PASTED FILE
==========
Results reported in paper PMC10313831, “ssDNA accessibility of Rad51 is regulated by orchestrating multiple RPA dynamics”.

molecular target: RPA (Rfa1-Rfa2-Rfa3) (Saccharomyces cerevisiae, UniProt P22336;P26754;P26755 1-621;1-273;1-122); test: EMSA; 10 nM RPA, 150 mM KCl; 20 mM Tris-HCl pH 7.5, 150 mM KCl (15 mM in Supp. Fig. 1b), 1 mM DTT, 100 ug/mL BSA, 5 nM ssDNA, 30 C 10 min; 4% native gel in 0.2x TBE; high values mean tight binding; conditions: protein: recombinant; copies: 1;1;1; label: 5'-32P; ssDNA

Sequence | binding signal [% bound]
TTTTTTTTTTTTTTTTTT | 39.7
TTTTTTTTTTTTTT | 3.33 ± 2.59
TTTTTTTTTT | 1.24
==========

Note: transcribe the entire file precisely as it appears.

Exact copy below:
Results reported in paper PMC10313831, “ssDNA accessibility of Rad51 is regulated by orchestrating multiple RPA dynamics”.

molecular target: RPA (Rfa1-Rfa2-Rfa3) (Saccharomyces cerevisiae, UniProt P22336;P26754;P26755 1-621;1-273;1-122); test: EMSA; 10 nM RPA, 150 mM KCl; 20 mM Tris-HCl pH 7.5, 150 mM KCl (15 mM in Supp. Fig. 1b), 1 mM DTT, 100 ug/mL BSA, 5 nM ssDNA, 30 C 10 min; 4% native gel in 0.2x TBE; high values mean tight binding; conditions: protein: recombinant; copies: 1;1;1; label: 5'-32P; ssDNA

Sequence | binding signal [% bound]
TTTTTTTTTTTTTTTTTT | 39.7
TTTTTTTTTTTTTT | 3.33 ± 2.59
TTTTTTTTTT | 1.24